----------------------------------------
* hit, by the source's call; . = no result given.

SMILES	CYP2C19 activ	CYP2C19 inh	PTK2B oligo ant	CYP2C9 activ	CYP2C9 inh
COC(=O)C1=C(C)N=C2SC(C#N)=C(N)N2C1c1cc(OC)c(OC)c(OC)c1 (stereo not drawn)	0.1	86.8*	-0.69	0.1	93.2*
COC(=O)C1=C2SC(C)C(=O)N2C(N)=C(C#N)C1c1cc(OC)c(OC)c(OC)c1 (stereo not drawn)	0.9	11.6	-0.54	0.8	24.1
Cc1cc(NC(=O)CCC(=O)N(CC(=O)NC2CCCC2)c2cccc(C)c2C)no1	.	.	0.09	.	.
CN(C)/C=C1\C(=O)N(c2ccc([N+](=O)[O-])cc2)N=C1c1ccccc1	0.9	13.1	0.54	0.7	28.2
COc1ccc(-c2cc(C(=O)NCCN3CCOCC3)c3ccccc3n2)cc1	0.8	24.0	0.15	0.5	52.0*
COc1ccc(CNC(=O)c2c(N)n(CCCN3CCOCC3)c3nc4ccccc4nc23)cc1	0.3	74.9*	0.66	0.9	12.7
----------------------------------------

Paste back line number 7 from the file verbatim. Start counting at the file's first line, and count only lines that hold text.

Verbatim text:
COc1ccc(-c2cc(C(=O)NCCN3CCOCC3)c3ccccc3n2)cc1	0.8	24.0	0.15	0.5	52.0*